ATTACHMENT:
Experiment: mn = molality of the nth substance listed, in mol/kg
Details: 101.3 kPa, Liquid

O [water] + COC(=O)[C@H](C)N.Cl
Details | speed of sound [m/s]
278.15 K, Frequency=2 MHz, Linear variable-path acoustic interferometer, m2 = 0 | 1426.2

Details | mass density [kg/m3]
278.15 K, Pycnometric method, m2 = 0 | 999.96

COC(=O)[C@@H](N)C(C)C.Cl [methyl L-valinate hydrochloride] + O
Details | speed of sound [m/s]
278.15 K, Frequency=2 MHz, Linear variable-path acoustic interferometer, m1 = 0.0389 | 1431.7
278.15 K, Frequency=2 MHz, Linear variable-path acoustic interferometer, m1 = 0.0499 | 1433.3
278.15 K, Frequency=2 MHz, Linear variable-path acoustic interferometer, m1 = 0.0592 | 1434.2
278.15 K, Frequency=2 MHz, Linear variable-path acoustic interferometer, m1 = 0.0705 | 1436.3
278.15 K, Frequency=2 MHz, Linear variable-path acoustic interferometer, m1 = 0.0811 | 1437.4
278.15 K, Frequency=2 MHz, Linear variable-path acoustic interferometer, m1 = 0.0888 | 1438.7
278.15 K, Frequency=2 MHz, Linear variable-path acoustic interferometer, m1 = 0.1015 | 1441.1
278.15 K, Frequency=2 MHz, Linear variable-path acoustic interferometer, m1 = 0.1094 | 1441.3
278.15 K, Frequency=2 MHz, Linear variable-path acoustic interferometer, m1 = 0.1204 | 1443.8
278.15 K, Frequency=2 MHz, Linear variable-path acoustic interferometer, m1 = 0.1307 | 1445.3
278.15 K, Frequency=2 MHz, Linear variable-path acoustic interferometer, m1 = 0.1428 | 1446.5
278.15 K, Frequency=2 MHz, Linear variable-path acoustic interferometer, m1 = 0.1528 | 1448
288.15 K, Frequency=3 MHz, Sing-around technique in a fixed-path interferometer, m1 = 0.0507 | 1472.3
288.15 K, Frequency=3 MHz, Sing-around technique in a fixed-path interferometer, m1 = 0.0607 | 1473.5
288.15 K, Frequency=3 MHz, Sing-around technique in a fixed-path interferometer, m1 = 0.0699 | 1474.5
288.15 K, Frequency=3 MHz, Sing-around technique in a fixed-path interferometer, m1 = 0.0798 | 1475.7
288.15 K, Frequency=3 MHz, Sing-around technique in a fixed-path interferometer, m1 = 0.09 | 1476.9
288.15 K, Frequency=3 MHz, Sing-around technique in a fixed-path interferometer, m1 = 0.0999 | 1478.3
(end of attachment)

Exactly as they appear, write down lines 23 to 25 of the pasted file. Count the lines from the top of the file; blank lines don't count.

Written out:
288.15 K, Frequency=3 MHz, Sing-around technique in a fixed-path interferometer, m1 = 0.0607 | 1473.5
288.15 K, Frequency=3 MHz, Sing-around technique in a fixed-path interferometer, m1 = 0.0699 | 1474.5
288.15 K, Frequency=3 MHz, Sing-around technique in a fixed-path interferometer, m1 = 0.0798 | 1475.7